“You want to keep going?” asked the exasperated Department of Transit official advocating the Clinton Avenue bike lane.
“NO!” shouted the crowd in near-unison.
The DOT presented its plan for transforming Clinton Avenue from a two way street into a one way street with a two-way protected bike lane at the Community Board 2 Transportation Committee Town Hall Meeting which took place at the Brown Memorial Baptist Church of 52 Gates Avenue at 6pm on May 17. There was still significant opposition to what many community members viewed as a disruption to their neighborhood.
“Back to the drawing board,” was the way Council Member Laurie Cumbo put it. She announced her opposition to the plan, acknowledging what she called “the community’s overwhelming response” against the new bike lane, while stressing that she remains an advocate for safer streets.
Public Advocate Letitia James also spurned the project, instead asking for a “compromise.”
Opposition from the community was fierce. 90 people signed up to speak at the event, but only 22 were able to do so. A second event, on Thursday, will allow for the remaining speakers to have their say in the transformative plan.
A particular flashpoint was the projected loss of 35 parking spots which drew ire from the crowd. Other concerns included potential additional traffic, cars idling, and the difficulty many — including emergency vehicles — might face passing in a smaller lane.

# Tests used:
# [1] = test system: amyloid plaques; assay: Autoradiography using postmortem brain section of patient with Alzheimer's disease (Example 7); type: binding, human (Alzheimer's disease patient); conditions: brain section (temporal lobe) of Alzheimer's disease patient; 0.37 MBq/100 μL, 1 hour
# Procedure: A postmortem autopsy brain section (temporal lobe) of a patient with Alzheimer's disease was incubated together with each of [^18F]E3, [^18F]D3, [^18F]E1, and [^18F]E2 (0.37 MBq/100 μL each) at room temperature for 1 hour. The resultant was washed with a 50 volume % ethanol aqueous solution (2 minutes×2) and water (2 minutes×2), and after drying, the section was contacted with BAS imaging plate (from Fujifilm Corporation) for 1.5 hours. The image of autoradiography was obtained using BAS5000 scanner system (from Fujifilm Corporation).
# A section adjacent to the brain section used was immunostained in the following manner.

Some community members also expressed significant concern for the way in which the bike lane would impact the disabled and the elderly. The concerns especially touched and concerned safety and the accessibility of emergency services.
“There will never be a fireman riding a bicycle to your burning building,” said highly animated resident Erik Lieber.
However, some residents saw this as a chance for a safer redesign of urban infrastructure.
“Better street designs like this one make it easier for people to drive/walk/bike safely so we can all get where we’re going together,” said Shawn Onsgard of Bed-Stuy Safe Streets.
Gentrification continued to be an issue as well, as it has continually resurfaced as an issue throughout the neighborhood recently.
“I feel like settlers have tried to come into the community and tell the neighborhood what to do,” said Esther Blount, a community resident.
When the Transportation Committee was introduced, one audience member exclaimed “all white! Where are the black people?”
The DOT first proposed the bike lane back in January. While it has tried to step up its outreach efforts, after consternation over what many viewed as insufficient outreach for the the Lafayette Avenue bike lane, many members of the community still felt as though they weren’t being sufficiently heard.
The DOT claims that it considered alternatives like Vanderbilt Avenue, but that Clinton Avenue would cause the least disruption.
However, last night there was still significant opposition to what many community members viewed as a disruption to their neighborhood.
The meeting is scheduled to resume on Thursday, May 19. We will keep you posted as we learn more.